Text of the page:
Howard County and police union officials have ended a contract impasse with an agreement that brings officers a step closer to receiving one of the biggest pay increases in recent memory.
Both sides had anticipated the impasse would last about two months because of arbitration, but said they wanted to end it earlier to be able to hire 13 officers from other jurisdictions. The department is in tough competition with other regional police agencies -- some of which have raised their officers' pay -- and would not advertise the positions until a salary structure was finalized.
"The longer my guys are out there short-handed, the more dangerous it is for them," said Cpl. John Paparazzo, president of the Howard County Police Officers Association.
Union and county representatives reached a tentative agreement April 9, but could not agree on the specifics of pay increases and other items, leading to last week's impasse declaration. The contract -- which expires June 30 -- will be extended until the new agreement is signed by both sides and approved by the County Council.
To end the impasse, negotiators on Friday added a clause providing for re-examination of the Police Department's retirement package in the second year of the three-year contract. Both sides had agreed to an average 15 percent raise in the first year and at least 3 percent and 4 percent raises in the second and third years.
"The agreement is to open the discussion for retirement," said Cecil E. Bray, Howard County deputy chief administrative officer. "It's just an agreement to talk."
Union leaders plan to present the deal to members for a vote tomorrow, Wednesday and Thursday, Paparazzo said. The union represents the 250 of the county's 313 officers who are not considered supervisors.
In the current contract, police officers retiring after 20 years received 39 percent of their salary; after 25 years, 57.5 percent; and after 30 years, 65 percent.
Under the new agreement, preliminary discussions will begin in December, and union members say they will ask that those percentages be increased to 50 percent, 60 percent and 70 percent, respectively.
"We have a lot of members in the latter part of their careers," Paparazzo said. "There needed to be something to enhance their life."
County officials said they recognize the importance of retirement packages to recruit and keep officers, but said it is an expensive investment for the county. They estimate the union's proposal for 20-year retirees would cost the county about $45 million over a 30-year period, Bray said.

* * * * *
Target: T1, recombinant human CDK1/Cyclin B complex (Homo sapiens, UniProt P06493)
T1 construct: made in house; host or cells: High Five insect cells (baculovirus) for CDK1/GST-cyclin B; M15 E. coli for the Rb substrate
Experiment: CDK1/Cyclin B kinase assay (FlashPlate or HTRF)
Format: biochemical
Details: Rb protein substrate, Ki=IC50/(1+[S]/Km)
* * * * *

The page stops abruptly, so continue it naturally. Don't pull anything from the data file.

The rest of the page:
"We've known all along that retirement is very important. We just have to wait and see what the money issue is," Bray said. "It's a tremendous commitment to agree to talk about retirement."
A growing demand for police officers regionally has led to several enticing contracts. In March, Baltimore County and state police increased their starting salary to just over $30,000. Anne Arundel County increased its starting salary to $28,000. Union officials argued that Howard police salaries ranked last compared with six other local departments.
Paparazzo said the union's goal was to keep the department ranked third, behind Montgomery and Prince George's counties.
The proposed contract includes a restructured pay scale that is capped at 12 years instead of 19, with starting salary increased from $27,082 to $30,156. Each step increase will mean a 3.5 percent increase vs. 2.5 percent now. Those changes mean officers would see raises between 12 percent and 17 percent in the first year.
In the second year, officers would receive a 3 percent raise or a cost-of-living increase, whichever is higher. If that raise is not enough to keep the county competitive with area police departments, officials will reopen negotiations. The same agreement would apply in the third year, when officers would receive a 4 percent raise.
Supervisors -- sergeants, lieutenants and captains -- will receive raises next year averaging 12 percent, Bray said. Their pay is not negotiated through a union.
Pub Date: 6/07/99